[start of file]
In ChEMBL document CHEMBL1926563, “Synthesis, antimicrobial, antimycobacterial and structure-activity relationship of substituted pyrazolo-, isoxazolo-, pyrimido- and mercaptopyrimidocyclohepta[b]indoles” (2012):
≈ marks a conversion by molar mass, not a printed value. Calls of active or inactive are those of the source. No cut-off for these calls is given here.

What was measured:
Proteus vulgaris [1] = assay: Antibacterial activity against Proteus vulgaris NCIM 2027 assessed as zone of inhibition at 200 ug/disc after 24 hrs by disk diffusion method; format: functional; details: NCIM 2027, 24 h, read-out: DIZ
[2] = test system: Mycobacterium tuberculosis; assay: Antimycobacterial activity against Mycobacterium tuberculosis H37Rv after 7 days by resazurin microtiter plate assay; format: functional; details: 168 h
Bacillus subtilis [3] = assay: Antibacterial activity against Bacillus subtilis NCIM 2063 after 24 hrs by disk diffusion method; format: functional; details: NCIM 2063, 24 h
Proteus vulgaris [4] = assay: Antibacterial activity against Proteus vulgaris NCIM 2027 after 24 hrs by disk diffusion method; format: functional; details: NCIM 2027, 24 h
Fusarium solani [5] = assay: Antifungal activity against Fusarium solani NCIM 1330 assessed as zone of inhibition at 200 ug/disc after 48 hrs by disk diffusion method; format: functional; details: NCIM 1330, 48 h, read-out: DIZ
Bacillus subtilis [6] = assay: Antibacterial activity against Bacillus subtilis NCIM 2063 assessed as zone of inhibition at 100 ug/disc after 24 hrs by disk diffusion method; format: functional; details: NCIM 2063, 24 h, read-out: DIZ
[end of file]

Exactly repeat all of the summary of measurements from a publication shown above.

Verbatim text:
In ChEMBL document CHEMBL1926563, “Synthesis, antimicrobial, antimycobacterial and structure-activity relationship of substituted pyrazolo-, isoxazolo-, pyrimido- and mercaptopyrimidocyclohepta[b]indoles” (2012):
≈ marks a conversion by molar mass, not a printed value. Calls of active or inactive are those of the source. No cut-off for these calls is given here.

What was measured:
Proteus vulgaris [1] = assay: Antibacterial activity against Proteus vulgaris NCIM 2027 assessed as zone of inhibition at 200 ug/disc after 24 hrs by disk diffusion method; format: functional; details: NCIM 2027, 24 h, read-out: DIZ
[2] = test system: Mycobacterium tuberculosis; assay: Antimycobacterial activity against Mycobacterium tuberculosis H37Rv after 7 days by resazurin microtiter plate assay; format: functional; details: 168 h
Bacillus subtilis [3] = assay: Antibacterial activity against Bacillus subtilis NCIM 2063 after 24 hrs by disk diffusion method; format: functional; details: NCIM 2063, 24 h
Proteus vulgaris [4] = assay: Antibacterial activity against Proteus vulgaris NCIM 2027 after 24 hrs by disk diffusion method; format: functional; details: NCIM 2027, 24 h
Fusarium solani [5] = assay: Antifungal activity against Fusarium solani NCIM 1330 assessed as zone of inhibition at 200 ug/disc after 48 hrs by disk diffusion method; format: functional; details: NCIM 1330, 48 h, read-out: DIZ
Bacillus subtilis [6] = assay: Antibacterial activity against Bacillus subtilis NCIM 2063 assessed as zone of inhibition at 100 ug/disc after 24 hrs by disk diffusion method; format: functional; details: NCIM 2063, 24 h, read-out: DIZ